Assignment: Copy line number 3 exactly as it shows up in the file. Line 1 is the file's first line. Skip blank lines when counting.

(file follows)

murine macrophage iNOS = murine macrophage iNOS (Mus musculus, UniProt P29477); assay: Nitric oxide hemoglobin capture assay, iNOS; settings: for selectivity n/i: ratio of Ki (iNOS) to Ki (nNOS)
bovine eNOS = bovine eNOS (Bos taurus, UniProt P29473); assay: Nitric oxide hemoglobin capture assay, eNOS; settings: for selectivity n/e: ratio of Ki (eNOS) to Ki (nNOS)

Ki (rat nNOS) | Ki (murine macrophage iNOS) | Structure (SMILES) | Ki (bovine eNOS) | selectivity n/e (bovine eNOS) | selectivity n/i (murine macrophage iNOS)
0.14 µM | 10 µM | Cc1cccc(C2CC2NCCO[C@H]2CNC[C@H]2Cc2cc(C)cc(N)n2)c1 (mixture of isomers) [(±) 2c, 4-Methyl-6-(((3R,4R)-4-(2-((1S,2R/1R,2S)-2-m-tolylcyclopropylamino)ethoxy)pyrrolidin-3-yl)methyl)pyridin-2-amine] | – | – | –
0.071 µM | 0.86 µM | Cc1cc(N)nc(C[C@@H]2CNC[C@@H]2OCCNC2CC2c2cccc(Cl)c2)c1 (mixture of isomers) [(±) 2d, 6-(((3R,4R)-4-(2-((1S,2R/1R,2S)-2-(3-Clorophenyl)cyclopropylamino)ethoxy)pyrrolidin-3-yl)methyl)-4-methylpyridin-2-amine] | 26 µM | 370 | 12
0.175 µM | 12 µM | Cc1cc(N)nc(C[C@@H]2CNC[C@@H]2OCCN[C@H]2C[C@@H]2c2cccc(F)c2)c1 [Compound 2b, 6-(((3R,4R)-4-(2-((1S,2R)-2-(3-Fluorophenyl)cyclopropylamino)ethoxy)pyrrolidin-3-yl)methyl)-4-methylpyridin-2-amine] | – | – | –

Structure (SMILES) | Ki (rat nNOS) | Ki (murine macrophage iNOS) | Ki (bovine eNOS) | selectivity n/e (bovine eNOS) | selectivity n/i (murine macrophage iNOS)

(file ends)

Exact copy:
Ki (rat nNOS) | Ki (murine macrophage iNOS) | Structure (SMILES) | Ki (bovine eNOS) | selectivity n/e (bovine eNOS) | selectivity n/i (murine macrophage iNOS)